•  ArtsWire: "A Conversation with JoAnn Gillerman", Interactive Art Conference on ArtsWire, OnLine, Aug. 1996 -- Hosted by Judy Malloy and Anna Couey

     •  Future Sex, Issue seven  - "Talk DIrty to Me" - EROS INterACTive in the New Sensation Exhibition, Moscone Center, San Francicso, CA

   Interactie Installation:

     •  The Ubiquitous Art Zone, SIG/ACM Multimedia, Hyatt Regency Ball Room, San Francisco, CA, 1994

     •  New Sensation Exhibition, Seybold, Moscone Center, San Francisco, CA, 1993

     •  Digital Art Be-In, The Digital Frontier Exhibition, Verbum, Inc., Fashion Design Center, San Francisco,CA 1994 (Viper Optics)

Kundalini and Baseball - experiments with neon light (wand)contolling images on screen (* image of JoAnn Gillerman  in her studio - above)

   References:  (details/articles below)

        •  ArtsWire: "A Conversation with JoAnn Gillerman", Interactive Art Conference on ArtsWire, OnLine, Aug. 1996 -- Hosted by Judy Malloy and Anna Couey

Night Feeder Interactive: CD-ROM - collaboration with Rob Terry

   References:  (details/articles below)

       •  ArtsWire: "A Conversation with JoAnn Gillerman", Interactive Art Conference on ArtsWire, OnLine, Aug. 1996 -- Hosted by Judy Malloy and Anna Couey

       •  Dallas Museum of Modern Art, Dallas, TX (invited/curated)

Intijiwana: Interactive CD-ROM - Buenos Aires, Argentina, 1996 (Interactive '94 Total Solar Eclipse in Bolivia)

   References:  (details/articles below)

     •   JoAnn GIllerman by Celeste Connor", Women of Vision (below)

     • Artweek, February 1995, Volume 26, Number 2 -  Artists and Technology by Leigh Ann Clifton, p23

     •  ArtsWire: "A Conversation with JoAnn Gillerman", Interactive Art Conference on ArtsWire, OnLine, Aug. 1996 -- Hosted by Judy Malloy and Anna Couey

     •   II Festival Internacional de Video y Artes Electronicas, Buenos Aires - Argentina, 1996, CD-ROM, Teatro General San Martin, Organized by Gobierno de la Ciudad de

        Buenos Aires Secretaria de Cutura

 

Social Practice/Outreach Art Project: 

Hey, Listen Up! An Urban Eco-Literacy Project on Environmental Racism/Justice, Sponsored by Urban Habitat Program of the Earth island Institute

    •  Project Collaboration with Belvie Rooks, and Carl Anthony of Urban Habitat

    •  Interactive CD-ROM, High-school Curriculum, Interactive Multimedia Workshops - onsite in Watts/Compton, Los Angeles, California

   References:  (details/articles below)

      •  JoAnn GIllerman by Celeste Connor", Women of Vision ("expanding her themes into Community based projects: ...below)

Electro-Healing Interactive Installation (light sensor controlled environment), collaborative installation with the New Media Arts Class (CCAC) in Tomorrow's Realities, Siggraph Art Show 1993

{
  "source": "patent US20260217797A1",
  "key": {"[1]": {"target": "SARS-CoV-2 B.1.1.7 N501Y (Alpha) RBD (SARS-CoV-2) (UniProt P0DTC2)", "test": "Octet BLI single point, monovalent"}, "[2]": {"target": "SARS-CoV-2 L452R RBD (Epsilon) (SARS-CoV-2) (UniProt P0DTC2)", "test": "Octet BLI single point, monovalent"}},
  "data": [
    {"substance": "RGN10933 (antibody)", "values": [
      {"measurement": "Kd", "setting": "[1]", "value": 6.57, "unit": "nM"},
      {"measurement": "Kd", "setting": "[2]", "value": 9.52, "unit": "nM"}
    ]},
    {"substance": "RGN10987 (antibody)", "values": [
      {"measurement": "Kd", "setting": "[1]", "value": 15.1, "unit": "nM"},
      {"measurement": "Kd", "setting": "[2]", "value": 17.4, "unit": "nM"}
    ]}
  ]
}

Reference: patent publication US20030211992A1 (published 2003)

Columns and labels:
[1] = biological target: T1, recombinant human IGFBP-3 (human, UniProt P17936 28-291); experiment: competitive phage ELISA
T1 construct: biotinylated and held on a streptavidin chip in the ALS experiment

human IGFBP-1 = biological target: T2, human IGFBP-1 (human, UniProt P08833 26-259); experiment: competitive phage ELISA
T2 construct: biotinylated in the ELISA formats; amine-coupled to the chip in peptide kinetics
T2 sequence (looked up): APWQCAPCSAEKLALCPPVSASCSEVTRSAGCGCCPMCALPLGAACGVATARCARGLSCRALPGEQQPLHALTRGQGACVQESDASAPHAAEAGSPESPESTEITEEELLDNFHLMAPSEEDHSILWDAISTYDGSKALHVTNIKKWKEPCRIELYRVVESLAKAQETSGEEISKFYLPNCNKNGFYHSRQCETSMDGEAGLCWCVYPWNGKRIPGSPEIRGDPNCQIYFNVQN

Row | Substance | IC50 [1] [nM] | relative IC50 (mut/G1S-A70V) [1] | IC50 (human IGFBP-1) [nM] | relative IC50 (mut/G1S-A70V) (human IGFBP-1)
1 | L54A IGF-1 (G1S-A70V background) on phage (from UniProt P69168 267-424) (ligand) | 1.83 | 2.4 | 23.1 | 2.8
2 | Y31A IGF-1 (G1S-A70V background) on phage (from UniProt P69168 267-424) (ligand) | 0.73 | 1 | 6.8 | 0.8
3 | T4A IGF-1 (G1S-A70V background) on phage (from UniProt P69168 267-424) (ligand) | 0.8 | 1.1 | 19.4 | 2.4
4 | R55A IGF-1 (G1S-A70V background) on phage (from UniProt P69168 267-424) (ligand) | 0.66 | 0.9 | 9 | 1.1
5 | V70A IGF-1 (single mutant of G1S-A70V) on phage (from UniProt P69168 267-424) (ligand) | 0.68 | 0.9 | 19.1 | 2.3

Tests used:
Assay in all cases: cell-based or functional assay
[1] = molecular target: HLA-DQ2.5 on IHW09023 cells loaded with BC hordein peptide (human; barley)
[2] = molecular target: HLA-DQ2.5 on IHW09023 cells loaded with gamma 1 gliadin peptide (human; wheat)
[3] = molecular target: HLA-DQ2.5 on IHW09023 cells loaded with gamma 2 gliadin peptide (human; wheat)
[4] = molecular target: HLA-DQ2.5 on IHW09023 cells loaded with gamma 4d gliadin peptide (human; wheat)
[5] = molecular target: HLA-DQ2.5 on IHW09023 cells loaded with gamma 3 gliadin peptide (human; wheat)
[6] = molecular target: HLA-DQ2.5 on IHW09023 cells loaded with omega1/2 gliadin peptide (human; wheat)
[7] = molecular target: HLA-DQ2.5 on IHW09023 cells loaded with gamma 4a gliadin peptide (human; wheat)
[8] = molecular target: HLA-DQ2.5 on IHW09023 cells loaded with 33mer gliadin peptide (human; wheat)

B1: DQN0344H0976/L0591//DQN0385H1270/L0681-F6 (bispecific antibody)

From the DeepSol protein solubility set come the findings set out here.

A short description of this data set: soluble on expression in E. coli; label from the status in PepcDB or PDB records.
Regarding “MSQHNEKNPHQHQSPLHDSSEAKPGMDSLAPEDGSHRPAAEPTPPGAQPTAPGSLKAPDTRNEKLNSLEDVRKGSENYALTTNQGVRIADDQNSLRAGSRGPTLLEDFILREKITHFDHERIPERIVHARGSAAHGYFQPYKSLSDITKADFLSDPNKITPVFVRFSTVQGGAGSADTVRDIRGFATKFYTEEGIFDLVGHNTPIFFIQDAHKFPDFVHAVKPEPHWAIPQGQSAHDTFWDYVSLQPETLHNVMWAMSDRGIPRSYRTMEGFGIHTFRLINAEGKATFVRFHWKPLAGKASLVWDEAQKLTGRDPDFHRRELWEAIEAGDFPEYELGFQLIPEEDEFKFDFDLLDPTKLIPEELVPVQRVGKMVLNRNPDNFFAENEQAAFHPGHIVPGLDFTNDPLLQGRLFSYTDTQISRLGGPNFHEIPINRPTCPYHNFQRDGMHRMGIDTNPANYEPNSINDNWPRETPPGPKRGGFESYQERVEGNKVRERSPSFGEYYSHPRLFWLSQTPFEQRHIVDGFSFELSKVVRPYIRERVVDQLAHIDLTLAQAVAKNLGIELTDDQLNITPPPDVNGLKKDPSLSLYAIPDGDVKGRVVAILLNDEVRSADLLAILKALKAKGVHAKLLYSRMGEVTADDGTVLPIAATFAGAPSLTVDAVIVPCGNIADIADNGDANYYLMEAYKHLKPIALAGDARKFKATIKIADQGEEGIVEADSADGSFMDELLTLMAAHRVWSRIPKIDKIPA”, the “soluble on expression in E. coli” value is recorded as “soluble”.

•  JoAnn GIllerman by Celeste Connor", Women of Vision ("expanding her themes into Community based projects: ...below)

    • ACM/SIggraph 95 Proceedings Electro-Healing by JoAnn Gillerman 

Biographies and Writings ABOUT JoAnn (Jody) Gillerman
Overview of the 1990's
Complete Biographies, Reviews and Writings about JoAnn (Jody) GIllerman - the 90's -
are available in "Reference Materials -90's" (below ) - click picture/article name to link to page with more information and complete article
  • Bullet Points (below writing) signify important Key Points

JoAnn Gillerman by Celeste Connor

Women of Vision Journal, Summer 1997 Season

Complete Article: JoAnn Gillerman by Celeste Connor

(excerpts below)

The early '80's were also significant in Gillerman's development of new subject matter for her art. On February 26, 1979, she had witnessed in person a total solar eclipse at the Washington-Oregon border. Not only did she capture the event on several videotapes, but this was also the first time she employed a panning device. The new method, which Gillerman still uses in recording such celestial events, supplied the artist with unique compositions and novel views of the environment. Gillerman's passion for the optical pleasures of extraordinary astronomical occurances magnetized her to the lrgest island of Hawaii in July 11, 1991 to observe and record a total solar eclipse. This occasion is represented in the six minute video Volcanic Eclipse that will be broadcast as part of the Women of Vision series on KCSM-TV. The same spectacular confluence of  natural events is also the subject of an interactive installation by Gillerman titled The Sun Drops its Torch, a ten monitor multi-channel interactive environment that was featured at the Blasthaus Gallery in San Francisco, in 1995. The original footage and sound was recorded on location by Gillerman and Rob Terry, with whom she often collaborates.